The mightiest word

Some live by love thy neighbor as thyself,
others by first do no harm or take no more
than you need. What if the mightiest word is love?
 
Love beyond marital, filial, national,
love that casts a widening pool of light,
love with no need to pre-empt grievance.
 
–from “Praise Song for the Day” by Elizabeth Alexander

Last week I wrote a post (Playing the Death Card) in which I related an experience I had with tarot cards back in the early 1990s. I knew as I wrote the post that there were members of my family, and likely some friends, who would be concerned on religious and/or spiritual grounds about my use of these cards. Sure enough, later that morning I received an email from one of my sisters. She was resisting the urge to comment, she said. She went on: “Instead, if you would like to know what I think, let me know and we can discuss it.  If not, no problem, and I won’t bring it up again.” She signed off with love.

Contrast that experience with the one recounted in this deeply sad post I read earlier this week, To Forgive. The author, Justine Graykin, tries to come to terms with the death of her only sister, whose terminal illness was kept a secret from her – at the sister’s request – because of Justine’s atheism. The sister refused to have a relationship with someone whose beliefs did not include God. And so she died, denying both sisters the opportunity to forgive or to choose love over implacability.

Two tales of sisters, one in which love fosters understanding and another in which love fosters alienation. So, as I’ve thought about these (among other things in an emotionally eventful week), I find myself asking:

Is love really hard, or do we just make it that way?

The only answer I can find is that we make love hard by our unending need to be in control. To have the people and events in our lives conform to our conception of what and who they should be.

What if we could let go of all that?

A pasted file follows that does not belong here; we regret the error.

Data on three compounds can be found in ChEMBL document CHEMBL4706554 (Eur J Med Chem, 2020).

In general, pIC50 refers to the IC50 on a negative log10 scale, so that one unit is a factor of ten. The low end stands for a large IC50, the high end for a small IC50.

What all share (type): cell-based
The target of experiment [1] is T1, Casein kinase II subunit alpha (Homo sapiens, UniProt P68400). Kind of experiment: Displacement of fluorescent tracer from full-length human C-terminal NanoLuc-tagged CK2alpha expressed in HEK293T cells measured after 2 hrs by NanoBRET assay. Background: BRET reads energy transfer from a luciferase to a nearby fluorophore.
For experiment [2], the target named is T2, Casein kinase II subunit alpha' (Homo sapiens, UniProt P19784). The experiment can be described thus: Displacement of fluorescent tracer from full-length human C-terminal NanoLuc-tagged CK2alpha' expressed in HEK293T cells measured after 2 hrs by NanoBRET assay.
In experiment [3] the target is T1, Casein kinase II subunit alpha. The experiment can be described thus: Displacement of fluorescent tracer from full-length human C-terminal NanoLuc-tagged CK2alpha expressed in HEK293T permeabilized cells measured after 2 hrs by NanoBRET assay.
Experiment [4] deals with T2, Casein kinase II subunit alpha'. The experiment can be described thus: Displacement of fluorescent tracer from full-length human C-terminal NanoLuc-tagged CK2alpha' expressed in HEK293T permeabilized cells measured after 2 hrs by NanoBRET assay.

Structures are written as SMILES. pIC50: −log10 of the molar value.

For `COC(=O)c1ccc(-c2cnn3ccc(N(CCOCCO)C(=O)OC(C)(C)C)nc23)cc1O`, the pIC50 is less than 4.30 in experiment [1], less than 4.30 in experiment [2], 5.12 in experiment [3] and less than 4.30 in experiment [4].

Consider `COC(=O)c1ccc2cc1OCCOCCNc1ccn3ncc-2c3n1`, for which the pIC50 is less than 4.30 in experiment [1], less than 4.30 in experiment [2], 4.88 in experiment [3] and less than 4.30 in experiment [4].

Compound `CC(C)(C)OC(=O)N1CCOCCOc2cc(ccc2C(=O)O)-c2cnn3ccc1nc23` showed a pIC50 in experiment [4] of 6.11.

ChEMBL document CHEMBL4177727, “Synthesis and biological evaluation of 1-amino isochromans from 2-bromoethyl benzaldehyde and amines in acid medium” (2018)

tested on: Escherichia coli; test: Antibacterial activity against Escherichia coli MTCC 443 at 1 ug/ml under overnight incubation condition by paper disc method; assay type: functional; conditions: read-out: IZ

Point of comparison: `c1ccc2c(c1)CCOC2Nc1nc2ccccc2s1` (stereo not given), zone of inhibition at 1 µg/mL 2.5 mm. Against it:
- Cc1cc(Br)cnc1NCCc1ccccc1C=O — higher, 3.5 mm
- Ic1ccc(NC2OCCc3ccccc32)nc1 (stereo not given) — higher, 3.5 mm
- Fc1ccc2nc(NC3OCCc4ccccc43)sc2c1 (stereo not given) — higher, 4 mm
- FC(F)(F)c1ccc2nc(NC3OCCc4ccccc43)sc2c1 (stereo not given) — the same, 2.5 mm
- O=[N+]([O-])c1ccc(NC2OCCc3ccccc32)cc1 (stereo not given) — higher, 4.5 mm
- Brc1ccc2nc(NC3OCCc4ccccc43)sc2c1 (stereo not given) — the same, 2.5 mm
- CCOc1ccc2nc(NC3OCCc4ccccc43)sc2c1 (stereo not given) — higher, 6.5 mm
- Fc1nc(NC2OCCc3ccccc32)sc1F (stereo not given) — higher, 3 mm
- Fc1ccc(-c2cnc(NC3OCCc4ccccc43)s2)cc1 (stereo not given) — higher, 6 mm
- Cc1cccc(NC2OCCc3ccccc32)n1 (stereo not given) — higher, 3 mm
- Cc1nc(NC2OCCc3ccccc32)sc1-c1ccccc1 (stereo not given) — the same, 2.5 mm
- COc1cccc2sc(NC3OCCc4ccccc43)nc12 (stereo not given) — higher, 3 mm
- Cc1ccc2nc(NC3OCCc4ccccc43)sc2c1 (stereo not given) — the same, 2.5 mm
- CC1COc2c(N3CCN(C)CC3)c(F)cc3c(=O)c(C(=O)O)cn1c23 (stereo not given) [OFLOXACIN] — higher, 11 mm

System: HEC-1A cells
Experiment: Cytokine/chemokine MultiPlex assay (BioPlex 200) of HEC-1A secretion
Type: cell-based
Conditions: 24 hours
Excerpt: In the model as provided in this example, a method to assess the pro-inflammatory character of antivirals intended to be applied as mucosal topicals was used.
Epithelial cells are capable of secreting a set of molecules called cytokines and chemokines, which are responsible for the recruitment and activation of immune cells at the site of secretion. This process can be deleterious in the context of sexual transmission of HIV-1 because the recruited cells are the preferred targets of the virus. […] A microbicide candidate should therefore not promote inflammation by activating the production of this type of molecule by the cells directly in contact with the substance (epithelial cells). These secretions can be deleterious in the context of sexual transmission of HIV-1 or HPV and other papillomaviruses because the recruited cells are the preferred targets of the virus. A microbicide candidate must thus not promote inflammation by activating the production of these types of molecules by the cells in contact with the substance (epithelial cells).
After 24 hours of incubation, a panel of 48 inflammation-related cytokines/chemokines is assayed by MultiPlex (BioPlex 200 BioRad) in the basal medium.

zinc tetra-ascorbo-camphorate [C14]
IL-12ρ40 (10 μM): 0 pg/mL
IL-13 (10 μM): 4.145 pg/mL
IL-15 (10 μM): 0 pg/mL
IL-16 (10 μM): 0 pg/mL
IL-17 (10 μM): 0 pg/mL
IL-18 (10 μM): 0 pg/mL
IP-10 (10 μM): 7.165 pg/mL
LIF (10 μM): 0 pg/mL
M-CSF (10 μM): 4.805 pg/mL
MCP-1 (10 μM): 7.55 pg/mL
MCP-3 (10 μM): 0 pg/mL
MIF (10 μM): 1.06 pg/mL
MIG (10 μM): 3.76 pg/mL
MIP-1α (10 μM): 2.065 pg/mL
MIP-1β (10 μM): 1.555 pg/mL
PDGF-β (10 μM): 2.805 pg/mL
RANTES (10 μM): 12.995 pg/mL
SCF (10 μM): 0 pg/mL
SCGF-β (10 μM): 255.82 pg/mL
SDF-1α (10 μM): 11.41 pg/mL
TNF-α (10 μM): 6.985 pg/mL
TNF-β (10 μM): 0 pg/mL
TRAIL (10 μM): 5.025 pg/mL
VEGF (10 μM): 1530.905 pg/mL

I have been trying to do this in my life and relationships, and I’m learning a few things:

  • There is a difference between not controlling and not showing up. Me being who I am and letting others see that, see my preferences, my feelings, my responses is important. When I don’t do that I am just a tabula rasa (a blank slate) for their projections. Like Julia Roberts’ character in “The Runaway Bride”, my favorite style of eggs are whatever style the person I am with likes. People may enjoy having themselves mirrored back, but it doesn’t allow for much depth of relationship.
  • Love and respect require honesty. And I don’t mean bluntness. Or “I just call it as I see it” approaches. These are typically masks for allowing oneself to steamroll over another person. I mean the kind of honesty that requires courage – sharing your true feelings, showing your insecurities and hurts, putting words to the fears that make you want to control the other person. 
  • Honesty is a two-way street. If love and respect require you to be honest with others, they also require that you ask for and seek honesty from the other person. Listen carefully. Ask questions, even if you are afraid of the answers. In fact, ask specifically the questions you are afraid to know the answers to – because all that secret fear is toxic to relationships and makes you want to grasp for control.
  • Definitions are not required. Our love for defining and quantifying things is deeply ingrained. But, except in a few specific instances (such as “spouse” “parent” “sibling”), we don’t have to check a box beside each of our relationships. This is why I have never been a fan of the term “best friend”. Best implies a hierarchy. At different moments, different people may fulfill the role of being the best person for me to be with or interact with. Relationships, even those defined by a title, are not static. They ebb and flow.